The project was a collaboration between Intel corporation and Sandia Labs, as part of the U.S. Government's Accelerated Strategic Computing Initiative (ASCI). It was built as stage one of the Accelerated Strategic Computing Initiative (ASCI) by the United States Department of Energy and the National Nuclear Security Administration to build a simulator to replace live nuclear weapon detonation following the moratorium on underground testing started by President George H. W. Bush in 1992 and extended by President Bill Clinton in 1993.
It was a mesh-based (38 X 32 X 2) MIMD massively-parallel processing machine initially consisting of 4,510 compute nodes, 1212 gigabytes of total distributed memory and 12.5 terabytes of disk storage. The original incarnation of this machine used Intel Pentium Pro processors, each clocked at 200 MHz. These were later upgraded to Pentium II OverDrive processors. The system was upgraded to a total of 9298 Pentium II OverDrive processors, each clocked at 333 MHz. It consisted of 104 cabinets, taking up about 2500 square feet (230 m²). The system was designed to use commodity mass-market components and to be very scalable.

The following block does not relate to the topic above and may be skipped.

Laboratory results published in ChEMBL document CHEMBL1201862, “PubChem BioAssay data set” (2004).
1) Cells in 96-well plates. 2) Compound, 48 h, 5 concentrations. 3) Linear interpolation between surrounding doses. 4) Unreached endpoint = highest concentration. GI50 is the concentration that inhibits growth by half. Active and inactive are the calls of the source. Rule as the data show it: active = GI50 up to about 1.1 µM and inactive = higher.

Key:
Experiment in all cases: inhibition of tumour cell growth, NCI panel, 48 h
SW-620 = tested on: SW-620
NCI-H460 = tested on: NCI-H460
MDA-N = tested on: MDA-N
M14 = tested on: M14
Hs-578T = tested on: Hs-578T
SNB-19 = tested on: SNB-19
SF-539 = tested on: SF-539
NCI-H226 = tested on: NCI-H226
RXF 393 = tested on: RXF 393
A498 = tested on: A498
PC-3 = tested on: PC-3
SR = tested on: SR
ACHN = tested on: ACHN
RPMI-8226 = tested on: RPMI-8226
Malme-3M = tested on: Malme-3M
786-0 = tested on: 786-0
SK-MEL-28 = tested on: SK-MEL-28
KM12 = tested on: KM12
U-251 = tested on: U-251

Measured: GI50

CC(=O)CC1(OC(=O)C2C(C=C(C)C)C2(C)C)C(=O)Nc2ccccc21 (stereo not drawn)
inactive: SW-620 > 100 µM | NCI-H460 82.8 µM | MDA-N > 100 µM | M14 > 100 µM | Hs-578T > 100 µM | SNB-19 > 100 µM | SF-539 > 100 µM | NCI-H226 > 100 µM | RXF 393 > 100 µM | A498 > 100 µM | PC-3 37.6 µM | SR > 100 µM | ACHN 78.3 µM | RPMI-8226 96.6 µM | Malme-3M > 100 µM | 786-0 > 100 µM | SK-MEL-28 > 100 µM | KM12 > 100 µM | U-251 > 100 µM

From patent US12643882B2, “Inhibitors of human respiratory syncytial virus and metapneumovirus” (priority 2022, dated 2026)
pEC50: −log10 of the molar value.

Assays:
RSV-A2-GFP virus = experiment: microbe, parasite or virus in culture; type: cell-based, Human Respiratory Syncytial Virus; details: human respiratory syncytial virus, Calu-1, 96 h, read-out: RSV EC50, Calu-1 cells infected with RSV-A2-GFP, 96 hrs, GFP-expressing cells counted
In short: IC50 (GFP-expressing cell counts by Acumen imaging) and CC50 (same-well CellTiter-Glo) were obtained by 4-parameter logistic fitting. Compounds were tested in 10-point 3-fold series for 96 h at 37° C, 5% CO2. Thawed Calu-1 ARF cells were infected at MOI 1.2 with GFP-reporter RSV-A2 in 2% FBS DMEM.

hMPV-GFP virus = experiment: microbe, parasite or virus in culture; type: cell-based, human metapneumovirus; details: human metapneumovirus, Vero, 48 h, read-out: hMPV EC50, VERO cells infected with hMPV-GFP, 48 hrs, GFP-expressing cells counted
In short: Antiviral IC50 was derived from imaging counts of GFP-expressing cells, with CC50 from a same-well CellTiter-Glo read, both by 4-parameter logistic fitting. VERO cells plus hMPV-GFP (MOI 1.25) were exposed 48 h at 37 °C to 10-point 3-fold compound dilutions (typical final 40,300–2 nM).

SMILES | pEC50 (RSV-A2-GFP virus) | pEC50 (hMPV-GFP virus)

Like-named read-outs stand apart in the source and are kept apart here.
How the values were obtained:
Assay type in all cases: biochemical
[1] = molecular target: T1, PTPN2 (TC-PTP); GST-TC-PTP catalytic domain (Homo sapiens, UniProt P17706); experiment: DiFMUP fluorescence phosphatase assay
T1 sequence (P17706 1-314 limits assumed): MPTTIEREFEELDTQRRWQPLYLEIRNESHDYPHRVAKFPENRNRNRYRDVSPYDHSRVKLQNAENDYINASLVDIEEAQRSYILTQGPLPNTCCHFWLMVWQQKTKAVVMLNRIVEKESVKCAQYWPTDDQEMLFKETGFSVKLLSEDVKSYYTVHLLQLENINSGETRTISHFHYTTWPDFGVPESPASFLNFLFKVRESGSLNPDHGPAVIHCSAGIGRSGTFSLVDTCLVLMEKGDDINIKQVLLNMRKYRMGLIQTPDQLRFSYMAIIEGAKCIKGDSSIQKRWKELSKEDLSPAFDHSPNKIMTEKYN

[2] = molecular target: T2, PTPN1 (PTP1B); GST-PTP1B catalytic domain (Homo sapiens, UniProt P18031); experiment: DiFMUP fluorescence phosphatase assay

The original ASCI Red was the first computer on Earth to rate above 1 teraFLOPS on the MP-Linpack benchmark (1996), as noted in Top500 Supercomputer sites. After being upgraded with Pentium II Overdrive processors, the computer demonstrated sustained MP-Linpack benchmarks above 2 teraFLOPS.
Different partitions of the machine used different operating systems. To the programmer, it appeared as a normal Unix machine, running "Teraflops OS", Intel's distributed OSF/1 AD-based system originally developed for the Paragon XP/S supercomputer. The compute partition processors ran Sandia's very light-weight "Cougar" operating system which traces its heritage back to the SUNMOS kernel developed for the compute nodes of the Paragon.
A portion of ASCI Red is in the permanent collection of The Computer History Museum in Mountain View, CA.